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Balogun’s Quest To Bridge Electricity Manpower Gap

In this interview with CHIKA IZUORA, Mr. Kola Balogun Chairman/CEO, Momas Electricity Meter Manufacturing Company Limited (MEMCOL), speaks on how the firm is becoming a training ground for engineers in the metering subsector.

The local content of creating original brand manufacturer is the process of creating the product itself…

It takes 50 per cent local content, that is the whole idea, the whole design of our metric is created by us. In our factory we achieve 50 per cent local content, so in economy of scale in terms of production, let me give you an instance, maybe one component. I am the only one using it and if we have a similar industry that use the same component, then it will be cost effective for them to produce it here because the basic raw material for virtually all semiconductor components are here, which is silicon, we have quartz oscillators, quartz crystal they are all raw materials that can be gotten from our own soil in Nigeria.

So every component that we use for electronics can be done locally, all things being equal but the economy of scale has to be put into consideration. How many companies are using the same kind of raw material? Thank God that we have Eleme Petrochemical, we are now buying some of the raw materials from Eleme Petrochemical.

Dangote is also coming up, some of the raw materials will be purchased from Dangote but some other solid state materials like copper and some other things are still being imported and we should keep encouraging industrialisation so that there will be similarity in the product raw material. But the local content itself is more than 50 per cent of the meter we are producing locally.

How our metering school is addressing manpower gap…

The Momas Metering School, located in Mowe, Ogun State, is the first of its kind world-class training school in Nigeria to provide requisite training and practical exposure to eligible candidates in the areas of meter installation, inspection as well as repair and maintenance.

What brought the idea is because there are lots of manpower gap in the industry today. And for a country producing large chunk of graduates as an output we should be able to train both technicians and graduates to go into the area of metering. It is another new line of development for  people to know how meter works, how meter is installed, how they can maintain meters, how they can recalibrate meters such that if a consumer calls you for questioning they should be able to give the consumer sufficient education about it so they know it makes sense.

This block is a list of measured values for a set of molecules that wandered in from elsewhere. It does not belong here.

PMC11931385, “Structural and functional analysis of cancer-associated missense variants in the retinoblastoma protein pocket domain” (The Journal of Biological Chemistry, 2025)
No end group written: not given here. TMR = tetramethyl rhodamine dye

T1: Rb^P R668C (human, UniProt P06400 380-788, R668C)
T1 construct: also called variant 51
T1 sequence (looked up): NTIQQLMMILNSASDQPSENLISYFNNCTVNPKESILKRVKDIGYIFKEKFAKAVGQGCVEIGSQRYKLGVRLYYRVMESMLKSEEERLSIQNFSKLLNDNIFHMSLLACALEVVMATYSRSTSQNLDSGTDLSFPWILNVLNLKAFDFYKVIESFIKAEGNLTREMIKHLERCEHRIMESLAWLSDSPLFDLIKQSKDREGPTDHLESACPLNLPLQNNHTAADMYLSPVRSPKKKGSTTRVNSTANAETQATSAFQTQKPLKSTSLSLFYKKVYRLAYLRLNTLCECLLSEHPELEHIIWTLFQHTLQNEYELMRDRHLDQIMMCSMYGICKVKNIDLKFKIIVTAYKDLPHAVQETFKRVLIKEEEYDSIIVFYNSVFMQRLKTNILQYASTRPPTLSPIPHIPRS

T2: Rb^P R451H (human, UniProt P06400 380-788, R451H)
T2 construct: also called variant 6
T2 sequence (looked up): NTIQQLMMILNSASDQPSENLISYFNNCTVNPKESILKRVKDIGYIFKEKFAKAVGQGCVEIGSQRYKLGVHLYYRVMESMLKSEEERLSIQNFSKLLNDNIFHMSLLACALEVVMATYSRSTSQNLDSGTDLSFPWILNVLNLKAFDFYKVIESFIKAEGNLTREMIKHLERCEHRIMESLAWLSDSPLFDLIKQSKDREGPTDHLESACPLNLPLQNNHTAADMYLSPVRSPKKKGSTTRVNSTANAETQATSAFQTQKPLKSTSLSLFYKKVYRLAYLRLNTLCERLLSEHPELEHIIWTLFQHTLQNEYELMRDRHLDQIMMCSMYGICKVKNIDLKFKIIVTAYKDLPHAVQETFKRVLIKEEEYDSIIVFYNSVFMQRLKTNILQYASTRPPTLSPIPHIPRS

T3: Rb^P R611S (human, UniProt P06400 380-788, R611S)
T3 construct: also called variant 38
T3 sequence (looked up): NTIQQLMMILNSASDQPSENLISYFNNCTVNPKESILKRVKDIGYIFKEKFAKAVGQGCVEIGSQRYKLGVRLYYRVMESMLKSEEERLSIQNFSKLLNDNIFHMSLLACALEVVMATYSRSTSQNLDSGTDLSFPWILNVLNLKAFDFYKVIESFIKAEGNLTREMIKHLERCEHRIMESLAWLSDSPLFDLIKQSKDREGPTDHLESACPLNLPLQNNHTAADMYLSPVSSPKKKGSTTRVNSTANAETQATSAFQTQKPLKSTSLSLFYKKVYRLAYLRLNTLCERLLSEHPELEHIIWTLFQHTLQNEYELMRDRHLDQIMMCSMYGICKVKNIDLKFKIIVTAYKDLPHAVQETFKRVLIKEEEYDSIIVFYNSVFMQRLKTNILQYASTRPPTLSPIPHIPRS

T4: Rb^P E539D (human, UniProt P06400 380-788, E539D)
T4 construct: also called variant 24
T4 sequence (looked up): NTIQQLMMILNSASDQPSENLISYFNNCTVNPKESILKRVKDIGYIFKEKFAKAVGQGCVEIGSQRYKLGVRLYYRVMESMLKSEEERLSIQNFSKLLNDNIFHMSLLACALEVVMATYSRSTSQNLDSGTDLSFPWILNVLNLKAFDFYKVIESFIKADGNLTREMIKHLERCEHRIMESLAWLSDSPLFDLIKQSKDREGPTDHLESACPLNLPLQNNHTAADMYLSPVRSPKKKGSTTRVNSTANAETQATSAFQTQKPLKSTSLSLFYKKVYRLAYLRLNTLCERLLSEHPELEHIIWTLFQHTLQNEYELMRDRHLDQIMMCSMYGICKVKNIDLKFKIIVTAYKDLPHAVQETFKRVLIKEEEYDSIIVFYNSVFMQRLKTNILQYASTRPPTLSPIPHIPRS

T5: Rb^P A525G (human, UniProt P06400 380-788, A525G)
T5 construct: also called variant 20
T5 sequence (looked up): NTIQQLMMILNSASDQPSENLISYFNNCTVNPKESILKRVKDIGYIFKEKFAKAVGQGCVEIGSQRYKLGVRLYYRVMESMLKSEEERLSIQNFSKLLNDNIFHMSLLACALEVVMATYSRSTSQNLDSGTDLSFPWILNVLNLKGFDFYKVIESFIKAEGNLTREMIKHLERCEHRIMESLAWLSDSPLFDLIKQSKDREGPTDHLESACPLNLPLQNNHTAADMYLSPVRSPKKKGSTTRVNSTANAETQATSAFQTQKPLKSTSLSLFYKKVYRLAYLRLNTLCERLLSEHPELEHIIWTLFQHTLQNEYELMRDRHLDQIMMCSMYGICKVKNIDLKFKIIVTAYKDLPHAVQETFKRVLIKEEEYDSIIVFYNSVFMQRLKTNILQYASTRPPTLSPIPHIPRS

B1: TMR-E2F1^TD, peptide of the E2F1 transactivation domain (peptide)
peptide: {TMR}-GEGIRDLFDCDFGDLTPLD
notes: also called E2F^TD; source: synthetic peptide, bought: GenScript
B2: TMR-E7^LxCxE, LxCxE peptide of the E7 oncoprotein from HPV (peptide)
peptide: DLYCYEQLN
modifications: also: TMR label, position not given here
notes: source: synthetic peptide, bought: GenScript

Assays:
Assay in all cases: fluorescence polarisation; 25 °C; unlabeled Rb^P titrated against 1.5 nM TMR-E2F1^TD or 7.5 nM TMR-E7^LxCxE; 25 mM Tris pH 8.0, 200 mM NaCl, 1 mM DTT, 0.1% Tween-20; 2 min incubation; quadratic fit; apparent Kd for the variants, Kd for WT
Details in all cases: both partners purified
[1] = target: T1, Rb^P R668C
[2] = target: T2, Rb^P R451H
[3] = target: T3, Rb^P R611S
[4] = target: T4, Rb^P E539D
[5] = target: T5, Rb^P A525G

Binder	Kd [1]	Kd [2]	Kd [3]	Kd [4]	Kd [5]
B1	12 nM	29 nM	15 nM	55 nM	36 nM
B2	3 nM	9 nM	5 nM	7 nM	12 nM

They should be able to go to consumer premises and demonstrate what one kilowatt means for him and using the meter for confirming the tariff he or she is paying. So, those are the knowledge we want to transfer to the public so that they can drive the entire industry and it will create a lot of employment in Nigeria. This is the first metering school in Nigeria.

Our partnership with the academia and foreign metering schools…

Well because of the sufficiency of the knowledge we have in the industry we will employ some lecturers from universities. But we will still have to give them the guidelines because we made the meters, we are the designers. We are affiliating the school with some metering schools in the United States and India. We want to partner with them so we can know what is currently running on global scale knowledge so that we are not lagging behind in giving our students the best knowledge on metering.